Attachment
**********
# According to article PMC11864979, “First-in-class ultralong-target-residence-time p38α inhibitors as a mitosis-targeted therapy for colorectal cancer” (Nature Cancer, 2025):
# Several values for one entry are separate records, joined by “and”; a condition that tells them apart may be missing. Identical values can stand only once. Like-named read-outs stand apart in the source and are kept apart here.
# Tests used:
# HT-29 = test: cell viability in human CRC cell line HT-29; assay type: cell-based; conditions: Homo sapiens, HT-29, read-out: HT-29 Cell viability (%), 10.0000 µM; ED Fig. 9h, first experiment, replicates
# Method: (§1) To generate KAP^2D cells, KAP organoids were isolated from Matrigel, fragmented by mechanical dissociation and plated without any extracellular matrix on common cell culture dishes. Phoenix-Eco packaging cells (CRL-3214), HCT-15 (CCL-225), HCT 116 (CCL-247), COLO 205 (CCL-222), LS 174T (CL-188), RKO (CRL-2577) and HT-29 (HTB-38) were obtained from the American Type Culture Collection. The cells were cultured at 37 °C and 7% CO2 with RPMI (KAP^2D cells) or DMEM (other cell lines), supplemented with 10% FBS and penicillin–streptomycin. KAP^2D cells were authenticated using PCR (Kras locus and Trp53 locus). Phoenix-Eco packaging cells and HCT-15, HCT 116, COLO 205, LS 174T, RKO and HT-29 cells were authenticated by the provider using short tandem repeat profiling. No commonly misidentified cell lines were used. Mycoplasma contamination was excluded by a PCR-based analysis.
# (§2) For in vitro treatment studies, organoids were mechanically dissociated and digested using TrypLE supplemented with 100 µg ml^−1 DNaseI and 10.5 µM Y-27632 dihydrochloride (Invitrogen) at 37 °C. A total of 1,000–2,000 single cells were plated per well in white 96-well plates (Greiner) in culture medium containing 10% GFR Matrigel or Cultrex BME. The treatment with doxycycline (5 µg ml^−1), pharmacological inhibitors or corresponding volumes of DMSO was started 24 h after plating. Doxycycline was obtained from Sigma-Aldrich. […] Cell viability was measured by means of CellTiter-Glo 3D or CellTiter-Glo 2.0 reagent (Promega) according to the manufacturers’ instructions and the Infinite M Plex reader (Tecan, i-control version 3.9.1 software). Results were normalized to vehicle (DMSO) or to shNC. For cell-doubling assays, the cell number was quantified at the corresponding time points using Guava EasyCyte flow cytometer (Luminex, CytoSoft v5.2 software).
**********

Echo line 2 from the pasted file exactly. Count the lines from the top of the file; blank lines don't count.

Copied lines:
# Several values for one entry are separate records, joined by “and”; a condition that tells them apart may be missing. Identical values can stand only once. Like-named read-outs stand apart in the source and are kept apart here.